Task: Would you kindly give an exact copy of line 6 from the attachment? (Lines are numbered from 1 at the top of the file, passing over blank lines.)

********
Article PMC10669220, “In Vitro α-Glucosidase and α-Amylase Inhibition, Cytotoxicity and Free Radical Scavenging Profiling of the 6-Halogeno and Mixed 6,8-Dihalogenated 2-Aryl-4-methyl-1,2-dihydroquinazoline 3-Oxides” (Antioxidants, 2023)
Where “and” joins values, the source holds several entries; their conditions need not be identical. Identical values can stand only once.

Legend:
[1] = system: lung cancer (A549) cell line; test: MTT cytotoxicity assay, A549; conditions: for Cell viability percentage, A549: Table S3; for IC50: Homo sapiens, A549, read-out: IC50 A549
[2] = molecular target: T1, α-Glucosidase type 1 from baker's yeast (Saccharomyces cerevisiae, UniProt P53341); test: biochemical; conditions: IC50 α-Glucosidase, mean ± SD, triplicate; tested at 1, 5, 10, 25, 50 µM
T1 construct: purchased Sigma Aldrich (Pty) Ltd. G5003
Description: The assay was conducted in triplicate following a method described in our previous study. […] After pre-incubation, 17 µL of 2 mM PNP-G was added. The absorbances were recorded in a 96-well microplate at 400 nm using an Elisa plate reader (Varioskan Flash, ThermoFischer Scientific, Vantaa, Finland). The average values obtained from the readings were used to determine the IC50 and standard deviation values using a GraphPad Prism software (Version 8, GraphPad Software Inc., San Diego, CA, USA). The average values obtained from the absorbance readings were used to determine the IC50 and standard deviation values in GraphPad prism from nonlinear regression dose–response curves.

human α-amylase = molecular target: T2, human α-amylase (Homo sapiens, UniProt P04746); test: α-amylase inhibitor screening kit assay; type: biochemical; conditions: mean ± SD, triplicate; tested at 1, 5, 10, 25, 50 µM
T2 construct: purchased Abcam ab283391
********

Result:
T1 construct: purchased Sigma Aldrich (Pty) Ltd. G5003